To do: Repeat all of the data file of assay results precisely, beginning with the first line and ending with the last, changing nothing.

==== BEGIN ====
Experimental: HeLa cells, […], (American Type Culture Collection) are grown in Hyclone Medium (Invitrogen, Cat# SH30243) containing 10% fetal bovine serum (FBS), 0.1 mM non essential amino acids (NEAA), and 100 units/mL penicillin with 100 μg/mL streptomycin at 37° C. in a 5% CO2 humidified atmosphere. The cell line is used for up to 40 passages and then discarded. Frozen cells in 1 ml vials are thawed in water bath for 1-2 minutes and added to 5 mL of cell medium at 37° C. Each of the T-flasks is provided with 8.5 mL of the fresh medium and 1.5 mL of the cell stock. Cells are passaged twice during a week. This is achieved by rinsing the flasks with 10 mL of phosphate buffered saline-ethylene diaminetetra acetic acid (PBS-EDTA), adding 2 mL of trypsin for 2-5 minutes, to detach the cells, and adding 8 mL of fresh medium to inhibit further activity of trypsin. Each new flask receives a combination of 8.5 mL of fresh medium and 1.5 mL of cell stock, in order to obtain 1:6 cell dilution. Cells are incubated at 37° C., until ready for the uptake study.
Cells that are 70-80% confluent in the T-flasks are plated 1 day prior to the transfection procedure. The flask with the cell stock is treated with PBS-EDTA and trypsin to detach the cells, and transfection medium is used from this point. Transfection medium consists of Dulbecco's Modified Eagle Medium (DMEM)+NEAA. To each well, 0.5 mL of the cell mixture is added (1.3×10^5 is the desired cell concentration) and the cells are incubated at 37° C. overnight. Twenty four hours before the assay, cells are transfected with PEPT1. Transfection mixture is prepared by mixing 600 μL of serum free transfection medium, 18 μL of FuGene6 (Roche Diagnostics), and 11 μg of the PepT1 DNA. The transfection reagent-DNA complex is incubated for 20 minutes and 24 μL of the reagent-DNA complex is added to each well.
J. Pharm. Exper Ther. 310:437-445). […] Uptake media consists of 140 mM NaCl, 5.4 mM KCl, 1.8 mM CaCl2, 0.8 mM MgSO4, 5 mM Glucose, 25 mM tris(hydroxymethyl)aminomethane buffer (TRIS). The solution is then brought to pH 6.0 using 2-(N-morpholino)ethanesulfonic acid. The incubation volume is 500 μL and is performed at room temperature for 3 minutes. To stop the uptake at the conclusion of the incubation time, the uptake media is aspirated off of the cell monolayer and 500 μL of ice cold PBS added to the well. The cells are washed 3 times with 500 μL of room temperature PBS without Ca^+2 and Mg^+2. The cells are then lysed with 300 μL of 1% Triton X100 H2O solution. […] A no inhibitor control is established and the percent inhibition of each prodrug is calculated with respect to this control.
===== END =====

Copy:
Experimental: HeLa cells, […], (American Type Culture Collection) are grown in Hyclone Medium (Invitrogen, Cat# SH30243) containing 10% fetal bovine serum (FBS), 0.1 mM non essential amino acids (NEAA), and 100 units/mL penicillin with 100 μg/mL streptomycin at 37° C. in a 5% CO2 humidified atmosphere. The cell line is used for up to 40 passages and then discarded. Frozen cells in 1 ml vials are thawed in water bath for 1-2 minutes and added to 5 mL of cell medium at 37° C. Each of the T-flasks is provided with 8.5 mL of the fresh medium and 1.5 mL of the cell stock. Cells are passaged twice during a week. This is achieved by rinsing the flasks with 10 mL of phosphate buffered saline-ethylene diaminetetra acetic acid (PBS-EDTA), adding 2 mL of trypsin for 2-5 minutes, to detach the cells, and adding 8 mL of fresh medium to inhibit further activity of trypsin. Each new flask receives a combination of 8.5 mL of fresh medium and 1.5 mL of cell stock, in order to obtain 1:6 cell dilution. Cells are incubated at 37° C., until ready for the uptake study.
Cells that are 70-80% confluent in the T-flasks are plated 1 day prior to the transfection procedure. The flask with the cell stock is treated with PBS-EDTA and trypsin to detach the cells, and transfection medium is used from this point. Transfection medium consists of Dulbecco's Modified Eagle Medium (DMEM)+NEAA. To each well, 0.5 mL of the cell mixture is added (1.3×10^5 is the desired cell concentration) and the cells are incubated at 37° C. overnight. Twenty four hours before the assay, cells are transfected with PEPT1. Transfection mixture is prepared by mixing 600 μL of serum free transfection medium, 18 μL of FuGene6 (Roche Diagnostics), and 11 μg of the PepT1 DNA. The transfection reagent-DNA complex is incubated for 20 minutes and 24 μL of the reagent-DNA complex is added to each well.
J. Pharm. Exper Ther. 310:437-445). […] Uptake media consists of 140 mM NaCl, 5.4 mM KCl, 1.8 mM CaCl2, 0.8 mM MgSO4, 5 mM Glucose, 25 mM tris(hydroxymethyl)aminomethane buffer (TRIS). The solution is then brought to pH 6.0 using 2-(N-morpholino)ethanesulfonic acid. The incubation volume is 500 μL and is performed at room temperature for 3 minutes. To stop the uptake at the conclusion of the incubation time, the uptake media is aspirated off of the cell monolayer and 500 μL of ice cold PBS added to the well. The cells are washed 3 times with 500 μL of room temperature PBS without Ca^+2 and Mg^+2. The cells are then lysed with 300 μL of 1% Triton X100 H2O solution. […] A no inhibitor control is established and the percent inhibition of each prodrug is calculated with respect to this control.